28 Dec 2009 bibekpaudel   » (Apprentice)

Welcome back to reality !

I’m sure you had almost started thinking of yourself as a global citizen as you wished each other “Merry Christmas” and partied well over the weekend. Especially to those in Kathmandu and cities. I’m sure some of you had already made plans for the New Year celebration. Life was sailing all right. You had those usual complaints and ideas on how to improve the system in the country but even without them, things seemed to be working just fine. At least they weren’t getting on your way. The crippling strikes (bandhas) and road-blockades wouldn’t deter you from doing your work or enjoying your leisure (Read: Nation of Strikes). Who cares about Nepalese politics anyway?

That was until I read the news today that next week onwards, we’ll have eight hours of power cut every day. Another 15 days, and the duration will be ten hours. Soon, it will be sixteen-hour a day.

Well friends, welcome back to reality ! I think power-cuts should be a part of our national priority and policy-agenda. Nothing, not even strikes, has as strong effect of grounding the unruly youths of the nation, as the power-cut schedule has. To those guilty of thinking of themselves as competitive and capable-of-anything generation of energetic youth, nothing is as humbling as this schedule. Back to where your belong, fellas!

Source: The BG Experience

It was about a year ago that I wrote a couple of posts on the same topic. I just went through them, and found some points worth repeating:

  • I challenge you to contemplate – really stop and think for a moment - what your life would be like if you had to live 10 hours of each and every day without electricity.
    - Jules West on Kura Kaani and Jai Nepal
  • It’s gonna be 82 hours/week from tomorrow. 12 hours for 6 days and 10 for the one remaining day. More reason to celebrate the glorious darkness in the Federal Democratic Republic of Nepal.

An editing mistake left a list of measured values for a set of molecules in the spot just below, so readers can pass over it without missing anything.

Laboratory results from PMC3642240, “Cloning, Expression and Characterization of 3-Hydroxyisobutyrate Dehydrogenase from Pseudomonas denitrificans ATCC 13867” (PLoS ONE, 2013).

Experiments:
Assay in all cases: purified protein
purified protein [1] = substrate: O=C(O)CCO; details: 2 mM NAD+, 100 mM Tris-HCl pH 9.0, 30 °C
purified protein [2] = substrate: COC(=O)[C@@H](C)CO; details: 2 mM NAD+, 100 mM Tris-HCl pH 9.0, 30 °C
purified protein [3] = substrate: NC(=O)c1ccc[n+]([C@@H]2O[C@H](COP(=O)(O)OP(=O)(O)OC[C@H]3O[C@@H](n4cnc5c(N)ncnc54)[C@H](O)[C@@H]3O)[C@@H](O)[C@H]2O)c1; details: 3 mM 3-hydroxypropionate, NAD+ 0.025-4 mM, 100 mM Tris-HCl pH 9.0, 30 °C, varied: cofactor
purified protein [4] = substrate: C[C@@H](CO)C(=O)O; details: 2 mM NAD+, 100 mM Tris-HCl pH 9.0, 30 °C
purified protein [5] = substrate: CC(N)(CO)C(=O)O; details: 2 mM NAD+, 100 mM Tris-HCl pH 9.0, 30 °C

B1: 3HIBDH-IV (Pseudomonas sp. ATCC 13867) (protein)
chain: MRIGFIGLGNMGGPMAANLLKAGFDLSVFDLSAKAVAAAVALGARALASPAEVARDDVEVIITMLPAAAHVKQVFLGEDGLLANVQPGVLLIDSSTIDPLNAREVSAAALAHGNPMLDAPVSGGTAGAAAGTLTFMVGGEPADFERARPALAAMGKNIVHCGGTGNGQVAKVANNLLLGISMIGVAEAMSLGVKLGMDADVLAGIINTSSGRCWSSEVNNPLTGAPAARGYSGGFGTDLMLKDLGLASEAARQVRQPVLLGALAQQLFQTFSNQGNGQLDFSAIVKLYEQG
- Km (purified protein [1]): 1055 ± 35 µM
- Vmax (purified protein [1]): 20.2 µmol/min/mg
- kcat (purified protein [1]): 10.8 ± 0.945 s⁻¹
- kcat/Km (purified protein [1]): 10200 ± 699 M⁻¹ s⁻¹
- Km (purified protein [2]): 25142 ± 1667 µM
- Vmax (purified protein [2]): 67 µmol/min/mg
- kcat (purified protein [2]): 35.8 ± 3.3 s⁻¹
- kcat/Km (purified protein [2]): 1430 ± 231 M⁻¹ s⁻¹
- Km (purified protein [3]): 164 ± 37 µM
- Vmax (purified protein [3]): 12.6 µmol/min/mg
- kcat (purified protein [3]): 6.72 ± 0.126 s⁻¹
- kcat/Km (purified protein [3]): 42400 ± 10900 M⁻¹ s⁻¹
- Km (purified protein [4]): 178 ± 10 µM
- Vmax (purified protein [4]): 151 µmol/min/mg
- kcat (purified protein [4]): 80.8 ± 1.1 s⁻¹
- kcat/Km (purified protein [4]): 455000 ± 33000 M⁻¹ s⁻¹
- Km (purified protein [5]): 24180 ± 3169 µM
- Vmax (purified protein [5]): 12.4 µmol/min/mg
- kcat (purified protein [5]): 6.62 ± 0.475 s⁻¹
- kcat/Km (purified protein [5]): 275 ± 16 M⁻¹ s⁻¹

- ShutUp, commenting on More Darkness
  • Oh BTW, I heard some stats that said the city with the most load-shedding (least electric power) – major city that is – in the world is Kabul, Afghanistan. Kathmandu is #2.
    - sirensongs, commenting on The Load Shedding Conspiracy
  • Life, so blissed to be so utterly ignorant and so happily incapable of any voice and resistance, of anything at all beyond frustration, dejection and surrender. Of course, in Nepal, all this and more go on as if this is the way things should have always been. (from The Load Shedding Conspiracy)

With an predicted economic crisis (triggered by a liquidity crunch) in six months, and a foreseen political crisis in four months, load-shedding was just the missing ingredient for a wonderful new year gift for the population.

Ankur on Load Shedding:

अँध्यारोमा जन्मेको थ्यौ, अँध्यारोमै मर

घुस खाको पैसा बाँकि भए, जेनेरेटरमा भर ।

Meanwhile, I recently read about people like us declaring independence from Nepal and forming a separate country.

And, oh yes – Happy New Year 2010.

Syndicated 2009-12-28 21:47:52 from Bibek Paudel's weblog

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